The Calculus of Conflict in the Middle East

Lagarde.2015MDPORTRAIT4_114x128By Christine Lagarde

Versions in: عربي (Arabic), 中文 (Chinese), Français (French), 日本語(Japanese), Русский (Russian), and Español (Spanish)

As world leaders head to New York this week for the United Nations General Assembly, there is still no end to the heart-breaking images of war-torn cities in the Middle East and North Africa, and of a massive exodus of people looking for sanctuary and opportunities to sustain a livelihood.

(more…)

Seeking Fairness in the Middle East and North Africa: How Taxation Can Help

Pritha MitraBy Pritha Mitra

(Versions in Français and عربي)

Aspirations for greater fairness were at the core of the protests that triggered the Arab Spring almost five years ago—and remain largely unfulfilled today. In our new paper, we show that tax reform can go a long way towards meeting those aspirations.

Taxation is a critical interface between the state and citizens. How much revenue is raised, how the tax burden is distributed, and how taxation is implemented can all powerfully affect both the reality and the perception of economic opportunities—and the degree of trust in government.

(more…)

Arab Economic Transformation Amid Political Transitions

Masood Ahmed #2By Masood Ahmed

(version in عربي)

The International Monetary Fund released today a new paper entitled “Toward New Horizons—Arab Economic Transformation amid Political Transitions.”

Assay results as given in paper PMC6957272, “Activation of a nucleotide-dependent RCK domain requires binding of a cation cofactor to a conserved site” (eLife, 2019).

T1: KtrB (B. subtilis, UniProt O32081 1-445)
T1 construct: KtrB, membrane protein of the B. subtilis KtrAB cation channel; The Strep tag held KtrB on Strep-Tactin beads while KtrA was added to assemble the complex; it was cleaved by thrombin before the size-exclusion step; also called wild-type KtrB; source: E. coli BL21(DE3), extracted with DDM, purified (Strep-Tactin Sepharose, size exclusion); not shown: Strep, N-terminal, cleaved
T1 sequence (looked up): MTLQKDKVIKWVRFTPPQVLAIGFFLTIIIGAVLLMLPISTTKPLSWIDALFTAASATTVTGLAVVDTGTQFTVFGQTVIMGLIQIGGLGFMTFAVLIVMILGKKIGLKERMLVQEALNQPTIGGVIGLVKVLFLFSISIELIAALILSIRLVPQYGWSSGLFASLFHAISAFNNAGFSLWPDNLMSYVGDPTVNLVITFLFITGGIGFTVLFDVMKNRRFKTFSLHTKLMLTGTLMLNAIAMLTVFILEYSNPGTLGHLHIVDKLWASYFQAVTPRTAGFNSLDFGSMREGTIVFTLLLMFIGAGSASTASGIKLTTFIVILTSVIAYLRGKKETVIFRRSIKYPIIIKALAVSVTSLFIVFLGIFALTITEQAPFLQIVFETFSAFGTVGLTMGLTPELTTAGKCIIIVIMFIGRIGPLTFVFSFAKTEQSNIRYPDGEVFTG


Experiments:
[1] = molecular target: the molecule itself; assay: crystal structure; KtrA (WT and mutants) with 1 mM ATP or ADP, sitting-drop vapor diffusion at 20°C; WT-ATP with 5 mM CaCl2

The paper makes the case for the urgency of launching economic policy reforms, beyond short-term macroeconomic management, to support economic stability and stronger, job-creating economic growth in the Arab Countries in Transition—Egypt, Jordan, Libya, Morocco, Tunisia, and Yemen.

These countries face the risk of stagnation if reforms are delayed further.Economic conditions have deteriorated from transition-related disruptions, regional conflict, an unclear political outlook, eroding competitiveness, and a challenging external economic environment.

As economic realities fall behind peoples’ expectations, there is a risk of increased discontent. This could further complicate the political transitions, impairing governments’ mandates and planning horizons and, consequently, their ability to implement the policies necessary to catalyze the much-needed economic improvements.

(more…)

Middle East and North Africa Face Historic Crossroads

If there is one fact I think sums up the problems of the Middle East and North Africa, it is that the non-oil exports of the whole region, are $365 billion, about the same as the exports of Belgium, a country of 11 million people, compared with the 400 million people who make up the Arab world. This is a crucial indicator of the nature and size of the structural adjustment problem the Arab countries in transition face.

Financial Support for Arab Countries in Transition